4. 2. Brown and Ulgiati. The units of transformity are solar emjoules/Joule. The transformity is deﬁned as the amount of emergy of one type required directly and indirectly to generate a unit of energy of another type (Odum. The methods of these approaches are different. 1996. Brown and Ulgiati (2001).2. 1 and Table 2. Table 1 demonstrates how items are transformed from raw units to solar emergy. 1983). The paper will be structured in four parts: 1. The aim of this paper is to show a modiﬁed ecological footprint calculation. / Ecological Modelling 185 (2005) 65–75 getting further and further away from sustainability. The analysis is conducted using an emergy analysis table (Table 1). Indicators of progress are needed. In the new methods of valuation. a modiﬁed method of ecological footprint calculation. Its units are solar emergy emjoules (abbreviation: sej). Concept of emergy accounting 2. Emergy provides a tool for different kinds of energy ﬂows and materials in a system. systems theory (Von. Brown and McClanahan.3. To make sustainability a reality. Some emergy analyses gave detailed descriptions of emergy analysis (Federici et al. In recent years. measurement of sustainability has gone from qualitative analysis to quantitative analysis. a set of indices can be calculated. Solar emergy of a ﬂow or storage is the solar energy required to generate that ﬂow or storage. A fuller treatment of the theoretical background to the emergy approach can be found in Odum (1988. 3. and system ecology (Odum. 1995. universal unit.. (2004) trace development of the theory and concepts of emergy and Hau and Bakshi (2004) review the concept of emergy together with a discussion of both its conceptual strengths and criticisms by others. there has been some positive development with new valuation tools making substantial headway. As its name implies. The higher the transformity. Emergy (spelled with an ‘m’) is deﬁned as the energy of one type required in transformations to generate a ﬂow and storage (Odum. It is the emergy per unit energy in units of emjoules per Joule which constitutes the ratio of emergy to available energy. by multiplying the energy by its transformity. and appraising the situation of natural resource utilization. Zhao et al. 2.. 1998). 1997. Ulgiati et al. introduction to emergy accounting. estimating the gap between demand of humanity and natural services. Basic deﬁnition Emergy analysis has been developed over the past 20 years by Odum (1988. Brown and Ulgiati The general methods for employing emergy synthesis are described by Odum (1996) and Odum et al. Odum et al. the higher that item is located in the energy hierarchy chain. 1996. the total emergy of an item can be expressed as: emergy = available energy of item × transformity 2. 1988). as a science-based evaluation system that represents both natural values and economic values with a simple.1. (2000). Odum. several of these indices are deﬁned. In Fig. (2000). Emergy measures both the work of nature and that of humans in generating products and services. Emergy indices Once the total number of input ﬂows has been identiﬁed and the total emergy driving a process has been evaluated. 1995). the transformity can be used to transform a given energy into emergy. This is based on the assumption implicit in the maximum power principle that the more energy required to make a product or service.66 S. Some researchers have deﬁned such indices and ratios to illuminate different aspects of sustainability (Ulgiati et al. It evaluates the work previously used up directly and indirectly to make a product or services. abbreviated sej/J or solar emjoules/g (sej/g). 1996).. In this account solar emergy is used. and Odum’s (1996) method of emergy accounting. case study of a region and discussion. but they aim to solve the same problems through accounting in some way or another humanity’s energy and resources throughput. 2003. The emergy analysis method 2. Emergy analysis is based on the principle of energetic (Lotka. in particular Wackernagel and Rees’s (1996) method known as ecological footprint. we must measure where we are now and how much further we can go. 1988). 1968). Ulgiati . introduction to ecological footprint calculation. Once transformities are known for a class of item. the higher its emergy value. 1922).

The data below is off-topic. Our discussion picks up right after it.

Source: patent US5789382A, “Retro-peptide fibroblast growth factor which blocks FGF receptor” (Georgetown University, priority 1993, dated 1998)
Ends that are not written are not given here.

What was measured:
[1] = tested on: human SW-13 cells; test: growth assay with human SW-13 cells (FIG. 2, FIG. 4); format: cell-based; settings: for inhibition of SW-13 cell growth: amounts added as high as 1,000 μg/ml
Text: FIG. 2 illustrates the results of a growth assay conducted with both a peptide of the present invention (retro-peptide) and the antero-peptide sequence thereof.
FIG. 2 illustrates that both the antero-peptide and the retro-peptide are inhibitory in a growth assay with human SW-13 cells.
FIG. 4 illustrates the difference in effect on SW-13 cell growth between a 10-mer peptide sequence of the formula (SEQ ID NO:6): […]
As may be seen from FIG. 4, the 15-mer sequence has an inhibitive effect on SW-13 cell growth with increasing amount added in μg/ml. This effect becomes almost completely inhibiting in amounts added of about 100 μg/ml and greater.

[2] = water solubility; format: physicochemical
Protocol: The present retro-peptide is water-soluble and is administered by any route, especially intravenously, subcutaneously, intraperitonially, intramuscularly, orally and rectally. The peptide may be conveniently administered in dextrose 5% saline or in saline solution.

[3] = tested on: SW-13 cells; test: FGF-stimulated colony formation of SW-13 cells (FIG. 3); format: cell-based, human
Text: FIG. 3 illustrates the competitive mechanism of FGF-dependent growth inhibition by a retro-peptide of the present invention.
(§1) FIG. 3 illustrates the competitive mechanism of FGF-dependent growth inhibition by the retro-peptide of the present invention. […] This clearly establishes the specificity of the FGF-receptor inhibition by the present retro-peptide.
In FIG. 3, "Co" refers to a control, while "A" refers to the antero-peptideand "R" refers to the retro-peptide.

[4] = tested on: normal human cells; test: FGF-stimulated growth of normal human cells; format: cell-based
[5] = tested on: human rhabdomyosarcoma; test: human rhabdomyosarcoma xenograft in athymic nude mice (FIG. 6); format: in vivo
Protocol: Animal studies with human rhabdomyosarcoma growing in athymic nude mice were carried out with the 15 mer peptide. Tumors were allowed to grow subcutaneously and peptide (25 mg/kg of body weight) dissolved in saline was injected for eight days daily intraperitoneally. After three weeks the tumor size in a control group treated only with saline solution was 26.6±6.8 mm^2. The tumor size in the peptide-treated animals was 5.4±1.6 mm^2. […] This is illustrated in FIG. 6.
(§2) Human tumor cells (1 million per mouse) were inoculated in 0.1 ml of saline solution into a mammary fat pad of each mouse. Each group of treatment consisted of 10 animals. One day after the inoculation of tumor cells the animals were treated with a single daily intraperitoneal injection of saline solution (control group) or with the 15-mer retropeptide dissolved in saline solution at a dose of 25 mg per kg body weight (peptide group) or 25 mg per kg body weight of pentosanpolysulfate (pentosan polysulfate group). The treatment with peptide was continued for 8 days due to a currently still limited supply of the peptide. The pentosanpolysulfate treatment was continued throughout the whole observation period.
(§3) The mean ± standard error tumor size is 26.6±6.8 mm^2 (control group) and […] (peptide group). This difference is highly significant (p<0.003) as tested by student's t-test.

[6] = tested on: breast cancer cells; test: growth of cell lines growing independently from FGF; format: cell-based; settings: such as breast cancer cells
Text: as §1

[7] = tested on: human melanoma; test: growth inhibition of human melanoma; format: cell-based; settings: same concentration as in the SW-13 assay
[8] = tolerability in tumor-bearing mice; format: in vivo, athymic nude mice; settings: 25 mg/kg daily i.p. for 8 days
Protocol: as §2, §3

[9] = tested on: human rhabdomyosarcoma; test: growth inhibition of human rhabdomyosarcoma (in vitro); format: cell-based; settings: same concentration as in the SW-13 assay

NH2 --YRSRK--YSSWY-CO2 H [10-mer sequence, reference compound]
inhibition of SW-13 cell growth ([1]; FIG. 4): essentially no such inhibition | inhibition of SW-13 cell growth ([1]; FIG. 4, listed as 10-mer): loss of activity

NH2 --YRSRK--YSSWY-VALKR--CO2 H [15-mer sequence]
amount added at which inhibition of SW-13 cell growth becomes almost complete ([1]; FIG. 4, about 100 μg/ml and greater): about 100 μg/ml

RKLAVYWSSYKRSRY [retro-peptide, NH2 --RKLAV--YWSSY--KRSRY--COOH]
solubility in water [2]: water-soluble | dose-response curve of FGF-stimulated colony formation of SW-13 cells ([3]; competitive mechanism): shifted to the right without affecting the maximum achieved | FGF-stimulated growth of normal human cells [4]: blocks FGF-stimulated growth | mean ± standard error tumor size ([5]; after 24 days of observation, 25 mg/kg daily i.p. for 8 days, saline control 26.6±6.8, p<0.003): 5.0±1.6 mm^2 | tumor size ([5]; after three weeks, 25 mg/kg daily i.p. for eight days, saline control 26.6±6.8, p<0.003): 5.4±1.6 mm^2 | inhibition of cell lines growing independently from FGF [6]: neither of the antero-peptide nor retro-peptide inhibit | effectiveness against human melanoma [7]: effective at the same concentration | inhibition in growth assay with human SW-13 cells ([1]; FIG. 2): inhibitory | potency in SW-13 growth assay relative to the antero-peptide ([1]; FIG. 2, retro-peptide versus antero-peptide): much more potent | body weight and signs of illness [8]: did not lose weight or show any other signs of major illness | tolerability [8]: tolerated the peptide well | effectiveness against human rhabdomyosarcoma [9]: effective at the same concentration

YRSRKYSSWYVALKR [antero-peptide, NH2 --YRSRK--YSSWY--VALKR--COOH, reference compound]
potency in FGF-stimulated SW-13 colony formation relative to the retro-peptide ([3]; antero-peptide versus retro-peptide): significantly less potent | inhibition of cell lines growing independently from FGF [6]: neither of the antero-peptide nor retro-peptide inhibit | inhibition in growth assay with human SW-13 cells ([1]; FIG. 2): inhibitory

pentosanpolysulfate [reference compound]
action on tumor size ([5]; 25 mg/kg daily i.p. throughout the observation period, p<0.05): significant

. Column 5 is the solar emergy of a given ﬂow. and purchased inputs from outside the system (F). 2003. Column 3 is the raw data in Joules. Table 2 Emergy-based indices Indices Emergy investment ratio (EIR) Emergy yield ratio (EYR) Environmental loading ratio (ELR) Index of sustainability (ESI) Expression F/(N + R) Y/F (F + N/R) EYR/ELR Signiﬁcation The ratio of emergy F fed back from outside the system to the indigenous emergy inputs (N + R) The ratio of the emergy of the output Y divided by the emergy of those inputs F to the process that are fed back from outside the system under study The ratio of purchased F and nonrenewable indigenous emergy N to free environmental emergy R The emergy yield ratio divided by environmental loading ratio . (Brown and Ulgiati. 1. Emergy based indices. accounting for local renewable emergy inputs (R).. Transformities may be obtained from previous studies. Column 4 is the transformity used for calculations. sej/g. / Ecological Modelling 185 (2005) 65–75 Table 1 Template for inventorying and weighting resource inputs and outputs in emergy synthesis 1 Note 2 Item 3 Data 4 Transformity 5 Solar emergy 67 and Brown. 3. The ecological footprint of any deﬁned population (from a single individual to a whole city or country) is the area of biotically productive land and water appropriated exclusively to produce the resource used and to assimilate the waste generated by the population. Fig. Yang et al. 1997). that we can keep track of most of the resource we use and many of the waste Column 1 is the line item number and footnote number that contains sources and calculations for the item. Brown and Buranakarn. (1999). local nonrenewable inputs (N). expressed in solar emergy Joules per Joule or other appropriate units (sej/h. Ecological footprint calculations are based on two simple assumptions: ﬁrst. sej/$). 2001. usually evaluated as ﬂux per year. Column 2 is the name of the item. Bastianoni et al. Zhao et al. grams. calculated as input times transformity (Column 3 × Column 4). Wackernagel et al. dollars or other units. The ecological footprint Ecological footprint has been developed by Wackernagel and Rees (1996).S. 1998. 2003).